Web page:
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Gall stone dissolution with methyl tert-butyl ether: how to avoid complications.
  1. A Hellstern,
  2. M Leuschner,
  3. H Frenk,
  4. H W Dillinger,
  5. W Caspary,
  6. U Leuschner
  1. Department of Gastroenterology, Johann Wolfgang Goethe University, Frankfurt/Main, W Germany.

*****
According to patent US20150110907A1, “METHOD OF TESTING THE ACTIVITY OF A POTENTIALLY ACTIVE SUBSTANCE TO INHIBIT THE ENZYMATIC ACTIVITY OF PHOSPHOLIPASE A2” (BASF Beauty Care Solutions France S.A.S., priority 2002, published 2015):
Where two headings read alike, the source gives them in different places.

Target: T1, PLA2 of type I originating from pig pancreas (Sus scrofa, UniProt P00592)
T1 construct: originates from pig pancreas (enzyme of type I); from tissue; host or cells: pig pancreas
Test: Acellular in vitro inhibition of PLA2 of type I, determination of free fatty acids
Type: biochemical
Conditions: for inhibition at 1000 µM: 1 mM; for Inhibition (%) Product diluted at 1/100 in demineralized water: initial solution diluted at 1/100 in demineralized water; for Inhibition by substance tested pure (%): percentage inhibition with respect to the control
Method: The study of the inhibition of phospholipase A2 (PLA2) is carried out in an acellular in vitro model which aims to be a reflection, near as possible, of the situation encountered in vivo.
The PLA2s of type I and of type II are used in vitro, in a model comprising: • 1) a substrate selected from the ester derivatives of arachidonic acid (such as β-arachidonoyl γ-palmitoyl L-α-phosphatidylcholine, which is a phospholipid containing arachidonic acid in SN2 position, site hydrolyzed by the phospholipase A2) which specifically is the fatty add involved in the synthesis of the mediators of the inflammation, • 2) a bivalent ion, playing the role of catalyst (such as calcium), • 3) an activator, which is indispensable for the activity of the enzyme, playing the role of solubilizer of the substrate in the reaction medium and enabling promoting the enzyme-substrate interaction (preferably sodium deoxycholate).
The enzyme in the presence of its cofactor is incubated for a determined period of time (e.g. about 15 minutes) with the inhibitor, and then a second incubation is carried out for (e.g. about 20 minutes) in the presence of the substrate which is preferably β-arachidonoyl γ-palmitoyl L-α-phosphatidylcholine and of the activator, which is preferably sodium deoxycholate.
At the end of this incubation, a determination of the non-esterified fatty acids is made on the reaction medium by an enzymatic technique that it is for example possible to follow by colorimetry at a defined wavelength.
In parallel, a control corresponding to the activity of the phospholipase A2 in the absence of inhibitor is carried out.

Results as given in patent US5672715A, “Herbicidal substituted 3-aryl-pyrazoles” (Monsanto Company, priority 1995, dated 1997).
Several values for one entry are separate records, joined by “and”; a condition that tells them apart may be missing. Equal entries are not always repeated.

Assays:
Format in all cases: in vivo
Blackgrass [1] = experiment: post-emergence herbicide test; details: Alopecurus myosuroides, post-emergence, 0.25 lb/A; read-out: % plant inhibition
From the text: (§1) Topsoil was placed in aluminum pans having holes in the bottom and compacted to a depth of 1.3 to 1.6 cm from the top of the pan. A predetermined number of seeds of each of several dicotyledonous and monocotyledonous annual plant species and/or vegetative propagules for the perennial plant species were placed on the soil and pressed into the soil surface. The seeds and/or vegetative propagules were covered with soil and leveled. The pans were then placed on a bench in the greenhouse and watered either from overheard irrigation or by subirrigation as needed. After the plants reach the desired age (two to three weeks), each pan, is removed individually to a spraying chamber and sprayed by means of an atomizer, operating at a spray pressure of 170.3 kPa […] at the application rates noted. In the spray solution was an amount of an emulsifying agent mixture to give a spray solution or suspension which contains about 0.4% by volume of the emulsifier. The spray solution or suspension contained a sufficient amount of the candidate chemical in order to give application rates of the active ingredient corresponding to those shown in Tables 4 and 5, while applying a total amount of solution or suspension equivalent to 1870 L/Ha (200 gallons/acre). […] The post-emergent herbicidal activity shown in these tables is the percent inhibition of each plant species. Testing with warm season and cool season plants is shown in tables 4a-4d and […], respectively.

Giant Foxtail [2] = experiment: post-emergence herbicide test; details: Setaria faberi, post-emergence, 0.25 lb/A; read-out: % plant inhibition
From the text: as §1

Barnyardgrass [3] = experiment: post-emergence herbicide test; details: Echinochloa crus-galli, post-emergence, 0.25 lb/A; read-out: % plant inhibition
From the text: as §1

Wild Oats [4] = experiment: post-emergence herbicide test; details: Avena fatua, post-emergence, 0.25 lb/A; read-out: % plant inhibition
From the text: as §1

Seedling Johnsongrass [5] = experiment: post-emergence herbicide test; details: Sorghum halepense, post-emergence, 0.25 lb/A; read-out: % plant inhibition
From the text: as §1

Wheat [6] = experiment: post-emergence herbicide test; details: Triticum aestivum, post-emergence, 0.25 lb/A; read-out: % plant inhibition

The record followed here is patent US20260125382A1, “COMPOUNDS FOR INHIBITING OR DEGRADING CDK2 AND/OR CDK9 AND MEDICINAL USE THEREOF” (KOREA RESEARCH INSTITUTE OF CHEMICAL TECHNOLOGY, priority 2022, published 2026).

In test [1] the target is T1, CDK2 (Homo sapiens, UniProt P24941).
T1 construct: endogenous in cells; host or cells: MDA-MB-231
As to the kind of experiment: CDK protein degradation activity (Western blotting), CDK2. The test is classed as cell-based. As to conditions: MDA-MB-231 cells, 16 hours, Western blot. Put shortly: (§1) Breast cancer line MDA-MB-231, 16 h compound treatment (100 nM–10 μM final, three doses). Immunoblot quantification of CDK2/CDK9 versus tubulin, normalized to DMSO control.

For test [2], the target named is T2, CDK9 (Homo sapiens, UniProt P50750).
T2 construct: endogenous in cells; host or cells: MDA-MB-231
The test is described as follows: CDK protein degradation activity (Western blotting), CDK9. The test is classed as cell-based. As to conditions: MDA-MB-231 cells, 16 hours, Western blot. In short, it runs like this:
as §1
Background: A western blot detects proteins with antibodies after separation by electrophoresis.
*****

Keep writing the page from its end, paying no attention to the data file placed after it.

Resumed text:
Fifty of 52 patients with cholesterol gall bladder stones were treated with methyl tert-butyl ether. In 48 of 50 (96%) patients the stones dissolved after an average interval of 9.5 hours. Mean stone size was 1.7 cm (0.5-3.3 cm), mean stone number was 14.6 (1-70). Twelve patients (24%) complained of nausea, a burning sensation, or vomiting. In one patient bile leakage occurred and another suffered haematobilia (4%). The puncture set was improved, and a special basket was developed to extract stones that had escaped into the cystic duct. To prevent bile leakage or haemorrhage from the incision channel, a tissue adhesive was injected into the channel or ceruletid was administered subcutaneously before removing the catheter to induce contraction of the gall bladder. Thus we were able to treat 44 patients without any complications. Nausea and vomiting could be reduced if the treatment time was kept short and the perfusion volume was as low as possible. Methyl tert-butyl ether treatment is a successful treatment of gall bladder stones with few complications.

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